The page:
A dear friend of mine recently had a close call with his own mortality. Normally a pretty jovial guy, he spent a couple of very somber days making phone calls and sending out emails to frantic friends and family worried about his safety and fearing the worst. He and I talked about the whole experience and along with being shaken in a way I’ve never seen from him, the other sentiment he kept expressing was how humbled and awed he was from the outpouring of support and concern from his friends. He said, you go through life, and you know you have friends, but you don’t always realize how much you mean to someone.
We have a lot of contact with people in our lives. Some of it is intentional and some coincidental. I have friends who I’ve know for thirty years now and with whom I have very specifically cultivated relationships. I didn’t plan to become friends with my delivery man but when you see someone every few days, you can’t help but learn their stories. We are relational creatures.
Even the smallest interactions matter sometimes. There is an older couple who walk the road I drive every day at the same time. In the spring, the wife began walking alone. A few weeks went by, then a month. Three months later, I was driving the road and the husband was back walking as well. I wept with joy for a couple I’ve never met but feel as if they are part of my life in a small way every day.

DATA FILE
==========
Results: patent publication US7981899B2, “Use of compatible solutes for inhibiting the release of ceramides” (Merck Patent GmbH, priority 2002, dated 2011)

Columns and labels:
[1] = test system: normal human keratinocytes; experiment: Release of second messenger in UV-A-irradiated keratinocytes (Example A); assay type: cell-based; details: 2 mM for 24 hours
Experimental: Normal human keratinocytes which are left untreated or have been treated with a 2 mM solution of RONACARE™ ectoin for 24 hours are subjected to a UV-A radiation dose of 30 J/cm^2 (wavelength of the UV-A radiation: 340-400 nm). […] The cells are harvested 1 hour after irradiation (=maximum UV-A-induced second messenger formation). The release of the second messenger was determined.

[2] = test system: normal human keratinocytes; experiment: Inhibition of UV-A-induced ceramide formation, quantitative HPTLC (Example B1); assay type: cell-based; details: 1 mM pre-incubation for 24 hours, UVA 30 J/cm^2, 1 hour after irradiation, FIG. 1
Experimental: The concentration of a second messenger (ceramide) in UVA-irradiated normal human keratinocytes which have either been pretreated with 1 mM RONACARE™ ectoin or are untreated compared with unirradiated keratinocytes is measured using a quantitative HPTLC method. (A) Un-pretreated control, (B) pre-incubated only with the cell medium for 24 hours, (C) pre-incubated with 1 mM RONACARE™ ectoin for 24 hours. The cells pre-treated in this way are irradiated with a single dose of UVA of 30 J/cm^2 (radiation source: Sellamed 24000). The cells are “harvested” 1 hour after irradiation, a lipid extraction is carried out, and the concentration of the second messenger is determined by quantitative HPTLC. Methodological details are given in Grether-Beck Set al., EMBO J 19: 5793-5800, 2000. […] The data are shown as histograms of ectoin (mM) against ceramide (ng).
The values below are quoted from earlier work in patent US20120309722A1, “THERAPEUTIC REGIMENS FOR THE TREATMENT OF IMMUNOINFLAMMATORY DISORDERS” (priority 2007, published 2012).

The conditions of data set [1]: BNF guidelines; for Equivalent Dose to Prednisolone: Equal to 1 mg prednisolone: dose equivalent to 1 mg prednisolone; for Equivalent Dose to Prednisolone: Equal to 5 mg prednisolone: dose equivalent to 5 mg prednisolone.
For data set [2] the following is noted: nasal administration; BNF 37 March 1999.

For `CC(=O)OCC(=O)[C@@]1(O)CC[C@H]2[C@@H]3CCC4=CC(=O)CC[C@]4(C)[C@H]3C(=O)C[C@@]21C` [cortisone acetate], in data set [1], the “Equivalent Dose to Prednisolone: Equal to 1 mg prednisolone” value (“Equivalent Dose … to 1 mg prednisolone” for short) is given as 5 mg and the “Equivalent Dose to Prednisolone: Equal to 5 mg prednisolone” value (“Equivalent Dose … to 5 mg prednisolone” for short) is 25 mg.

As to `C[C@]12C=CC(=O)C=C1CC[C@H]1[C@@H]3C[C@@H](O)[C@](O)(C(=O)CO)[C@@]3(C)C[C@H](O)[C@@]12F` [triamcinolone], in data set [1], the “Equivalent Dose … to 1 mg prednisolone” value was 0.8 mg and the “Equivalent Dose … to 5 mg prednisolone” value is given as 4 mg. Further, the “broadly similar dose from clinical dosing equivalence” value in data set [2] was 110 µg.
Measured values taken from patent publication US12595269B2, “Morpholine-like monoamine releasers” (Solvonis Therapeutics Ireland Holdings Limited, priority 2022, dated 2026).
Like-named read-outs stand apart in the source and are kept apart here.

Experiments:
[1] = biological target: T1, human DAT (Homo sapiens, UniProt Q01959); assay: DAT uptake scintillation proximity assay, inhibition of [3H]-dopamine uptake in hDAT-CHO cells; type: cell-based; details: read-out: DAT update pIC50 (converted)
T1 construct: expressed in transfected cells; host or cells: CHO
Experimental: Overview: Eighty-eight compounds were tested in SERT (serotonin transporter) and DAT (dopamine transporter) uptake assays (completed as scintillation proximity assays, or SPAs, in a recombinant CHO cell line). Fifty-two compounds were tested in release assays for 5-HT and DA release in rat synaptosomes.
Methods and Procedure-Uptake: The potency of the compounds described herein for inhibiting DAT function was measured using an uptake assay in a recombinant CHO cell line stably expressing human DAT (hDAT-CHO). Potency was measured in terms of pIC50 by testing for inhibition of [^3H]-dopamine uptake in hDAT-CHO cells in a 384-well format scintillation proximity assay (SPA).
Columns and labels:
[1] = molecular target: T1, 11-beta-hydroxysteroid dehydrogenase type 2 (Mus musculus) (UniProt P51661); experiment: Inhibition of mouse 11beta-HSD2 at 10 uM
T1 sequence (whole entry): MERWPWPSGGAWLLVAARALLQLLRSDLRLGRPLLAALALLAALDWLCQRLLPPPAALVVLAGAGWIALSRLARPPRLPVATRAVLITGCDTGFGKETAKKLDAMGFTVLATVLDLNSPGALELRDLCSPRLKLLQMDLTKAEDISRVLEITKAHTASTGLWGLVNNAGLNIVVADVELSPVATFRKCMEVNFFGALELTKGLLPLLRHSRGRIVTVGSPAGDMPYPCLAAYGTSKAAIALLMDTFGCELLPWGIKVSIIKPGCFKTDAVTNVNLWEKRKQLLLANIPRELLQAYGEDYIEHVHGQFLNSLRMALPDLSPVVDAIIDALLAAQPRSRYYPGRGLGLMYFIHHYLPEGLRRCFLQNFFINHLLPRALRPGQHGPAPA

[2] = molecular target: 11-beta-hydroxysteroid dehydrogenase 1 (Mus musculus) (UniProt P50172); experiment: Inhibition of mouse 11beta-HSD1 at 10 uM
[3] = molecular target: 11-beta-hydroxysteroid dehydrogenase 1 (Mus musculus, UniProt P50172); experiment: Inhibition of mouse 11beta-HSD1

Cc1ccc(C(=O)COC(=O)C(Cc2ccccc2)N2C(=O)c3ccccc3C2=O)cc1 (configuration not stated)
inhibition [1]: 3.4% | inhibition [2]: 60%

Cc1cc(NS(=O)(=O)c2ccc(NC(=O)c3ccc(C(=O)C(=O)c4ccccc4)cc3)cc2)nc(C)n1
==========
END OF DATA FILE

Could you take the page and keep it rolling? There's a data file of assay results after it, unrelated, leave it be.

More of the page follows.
I have retold stories when a friend made a huge impact with some small gesture that has stayed with me my whole life and they will have no recollection of having said or did the thing that was so important to me. I have had people express the same sentiment to me. I am sure you have as well.
So when you think about whatever it is that you do that makes a difference in this world – whether it is writing poetry or planting a garden or raising children or painting water colors or volunteering or listening, really listening to someone sitting next to you on the bus, remember, the very act of being in that moment can be a life-changing moment to another person.
You never know the place you hold in someone’s life.